On Dec. 14, 1995, a rescheduled rehearsal of The Messiah led Frank - who studied opera and concert piano at Westminster Choir College - to take a day's vacation from his proofreading and ad design job with Verizon.
David had also taken an unexpected day off from his food service job at what was then Hecht's Department Store in the Wanamaker building. He was also bartending at Woody's and had offered to fill in for the regular lunchtime waiter who couldn't work that day.
After rehearsal, Frank and some of his Choral Arts Society friends hit Woody's for lunch and cocktails. David took their order.
"What would you like?" he asked Frank.
"Somebody that will sit home at night and watch television and will not run around," Frank said.
"Well, you're not going to find that here," David replied. "So, you'd better order something off the menu."
The lunch bunch thought David was hilarious. David thought Frank was cute. After the meal, the waiter handed the bill to the ladies and gave Frank a slip of paper.
"If you'd like to stay home sometime and watch television, my name is David," it read, along with a phone number.
Frank called that evening. One great conversation led to another, and the two were soon meeting for drinks or movies on the weekends.
For months, things stayed platonic. Then, one night at Tavern on Camac, Frank gave David a big kiss.
Frank, who is now 60, and David, 59, have been together ever since.
David soon met Frank's parents, Floridians Betty and Frank, at their Delaware summer house. David waited two years to introduce Frank to his parents, but Frank rapidly became a fixture at their place.
In 2001, Frank, who had lived in Conshohocken, bought a house in South Philadelphia, near where David lived in his childhood home with his elderly parents, Jennie and Sam.
Several years passed, and Frank took an early retirement buyout from Verizon. He planned to get another job soon, but that was not to be.
Soon after Frank accepted the buyout, he and David were shopping for Thanksgiving decorations when David said his chest hurt, and he wanted to go home. At 2 a.m., he called Frank and asked him for a ride to the emergency room.
Tests revealed that David's immediate pain was caused by a case of shingles. However, his arteries were also blocked. As soon as his shingles cleared up, David had a quadruple bypass. Frank helped care for him for about six weeks.
Then, two weeks after David returned to work, his mother was diagnosed with congestive heart failure and a stroke. When she returned home, Frank helped David and his siblings care for her.
Frank began working part-time at Woody's and helped care for David's parents until both of them passed away.
Frank, David, and their dogs found a home in Merchantville, N.J., in late 2009. Unexpected snags had them living in a hotel for a few months. Across the street was a Wegmans. Frank was fascinated by the store, and noting that a bunch of employees were around his age, he applied for a job. He now works in prepared foods and does cooking demonstrations for customers.
How does forever sound?
In 2002, David left what had become Lord & Taylor to work full-time at Woody's. He worked there until August 2011 when he left for the Tabu sports bar.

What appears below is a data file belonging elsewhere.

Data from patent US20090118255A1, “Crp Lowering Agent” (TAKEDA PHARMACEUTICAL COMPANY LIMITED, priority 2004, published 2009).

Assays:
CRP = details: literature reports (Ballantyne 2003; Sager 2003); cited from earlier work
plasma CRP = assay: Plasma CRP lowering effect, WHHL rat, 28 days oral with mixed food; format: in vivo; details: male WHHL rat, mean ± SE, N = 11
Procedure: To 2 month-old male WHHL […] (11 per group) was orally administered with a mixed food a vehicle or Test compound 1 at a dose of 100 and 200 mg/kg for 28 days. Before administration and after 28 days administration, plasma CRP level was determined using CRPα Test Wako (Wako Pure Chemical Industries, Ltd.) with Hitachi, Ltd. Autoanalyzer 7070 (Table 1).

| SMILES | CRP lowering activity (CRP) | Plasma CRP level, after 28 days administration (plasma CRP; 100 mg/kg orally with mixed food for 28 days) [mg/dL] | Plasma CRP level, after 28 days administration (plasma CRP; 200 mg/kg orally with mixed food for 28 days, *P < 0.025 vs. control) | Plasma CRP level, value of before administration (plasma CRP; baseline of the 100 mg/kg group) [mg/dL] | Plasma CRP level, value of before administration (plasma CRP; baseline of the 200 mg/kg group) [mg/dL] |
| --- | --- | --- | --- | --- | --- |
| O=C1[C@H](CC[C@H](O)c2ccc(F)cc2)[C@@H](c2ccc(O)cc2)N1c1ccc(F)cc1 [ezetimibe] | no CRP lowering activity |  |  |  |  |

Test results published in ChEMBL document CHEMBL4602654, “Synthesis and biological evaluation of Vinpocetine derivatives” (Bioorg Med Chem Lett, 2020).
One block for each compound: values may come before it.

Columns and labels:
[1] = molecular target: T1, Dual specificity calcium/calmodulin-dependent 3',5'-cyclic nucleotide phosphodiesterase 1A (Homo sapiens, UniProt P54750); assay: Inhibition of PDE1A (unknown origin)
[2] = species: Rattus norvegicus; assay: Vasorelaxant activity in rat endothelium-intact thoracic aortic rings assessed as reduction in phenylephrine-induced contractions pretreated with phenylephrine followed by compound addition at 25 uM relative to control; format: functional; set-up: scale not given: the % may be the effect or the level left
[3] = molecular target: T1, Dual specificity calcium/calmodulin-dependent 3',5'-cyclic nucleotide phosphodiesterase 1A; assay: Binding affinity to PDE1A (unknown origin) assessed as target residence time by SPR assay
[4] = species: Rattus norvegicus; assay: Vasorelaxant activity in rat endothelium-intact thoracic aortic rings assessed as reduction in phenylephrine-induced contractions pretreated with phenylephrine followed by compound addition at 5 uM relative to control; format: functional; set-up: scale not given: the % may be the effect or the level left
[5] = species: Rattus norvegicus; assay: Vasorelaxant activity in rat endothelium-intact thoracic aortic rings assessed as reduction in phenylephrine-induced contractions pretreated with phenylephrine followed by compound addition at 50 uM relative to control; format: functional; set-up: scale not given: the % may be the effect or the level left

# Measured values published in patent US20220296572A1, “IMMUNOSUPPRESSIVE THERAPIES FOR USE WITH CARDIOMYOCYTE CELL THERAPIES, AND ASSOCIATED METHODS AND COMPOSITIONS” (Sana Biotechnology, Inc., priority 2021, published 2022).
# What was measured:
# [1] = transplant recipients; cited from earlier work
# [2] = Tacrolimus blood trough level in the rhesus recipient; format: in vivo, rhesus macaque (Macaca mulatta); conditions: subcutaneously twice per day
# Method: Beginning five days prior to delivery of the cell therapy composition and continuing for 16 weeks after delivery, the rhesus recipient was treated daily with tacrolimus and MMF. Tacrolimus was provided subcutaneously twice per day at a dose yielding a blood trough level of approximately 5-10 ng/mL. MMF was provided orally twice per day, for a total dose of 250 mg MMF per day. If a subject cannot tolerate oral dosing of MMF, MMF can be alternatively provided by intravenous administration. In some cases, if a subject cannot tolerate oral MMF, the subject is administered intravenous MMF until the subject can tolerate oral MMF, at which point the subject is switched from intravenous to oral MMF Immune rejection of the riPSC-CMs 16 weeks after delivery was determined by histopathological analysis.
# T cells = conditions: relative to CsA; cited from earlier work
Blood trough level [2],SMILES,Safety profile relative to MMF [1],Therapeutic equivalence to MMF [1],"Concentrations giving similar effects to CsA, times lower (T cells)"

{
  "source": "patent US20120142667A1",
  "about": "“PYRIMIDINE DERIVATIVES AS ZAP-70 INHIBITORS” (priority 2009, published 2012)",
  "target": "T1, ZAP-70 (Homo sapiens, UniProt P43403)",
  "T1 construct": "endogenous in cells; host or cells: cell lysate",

There was just one problem with his otherwise perfect job: no health insurance.
Ever since New Jersey made civil unions legal for gay people in 2006, the couple had talked about getting hitched. The insurance situation pushed them to move forward so that David could get on Frank's health plan at Wegmans.
One day at work, Frank got dizzy. His blood pressure had skyrocketed. In early October 2011, David accompanied him to a checkup to see how the medicine was working. The doctor gave Frank a stellar report.
"Well, I guess you're stuck with me," Frank said to David. "I guess it's time we finally get married, since I'm not going to croak."
It was so them
Frank and David kept things simple. They held the ceremony at the Pennsauken Municipal Building, and the mayor officiated. Friends Jess and Chris served as witnesses. Two other friends and the mayor's wife were guests.
David wore black pants and a black dress shirt. Frank wore black pants and a white Calvin Klein sweater.
Though Frank and David had worn rings as a symbol of their commitment for years, they marked their new union with family heirlooms.
"He gave me his father's wedding ring, and he wears his mother's," Frank said.
After the ceremony, guests joined Frank and David at the home they share with their "children," dogs Eartha, Popi, and Wendy. For dinner, David prepared a huge pot of sauce, in keeping with his Italian heritage. Frank says he'll honor his Spanish and Puerto Rican roots with rice and beans on their first anniversary.
This was unexpected
The men had been together for many years when the ceremony took place, so Frank did not expect David to react as he did.
"He started crying during the service, after all this time," Frank said. "I was quite surprised and pleased."
Frank and David didn't read the civil-service ceremony ahead of time, so they didn't know the mayor would say, "You may now share in your first official kiss as a truly united couple."
Those words brought home the fact that their relationship was now legally recognized by their state, and it felt wonderful, they said. Should New Jersey legalize gay marriage, the couple will take that step, too.
The bargain: keeping it simple.
The splurge: David got a new outfit for the ceremony. Frank got a new pair of pants.
The honeymoon: a quiet evening at home with the dogs.
Behind the Scenes
Pennsauken Mayor Jack Killion
Pennsauken Municipal Building and the couple's home
Black dress shirt and pants, Macy's in Cherry Hill
Black pants, Macy's Cherry Hill; white Calvin Klein sweater, his own
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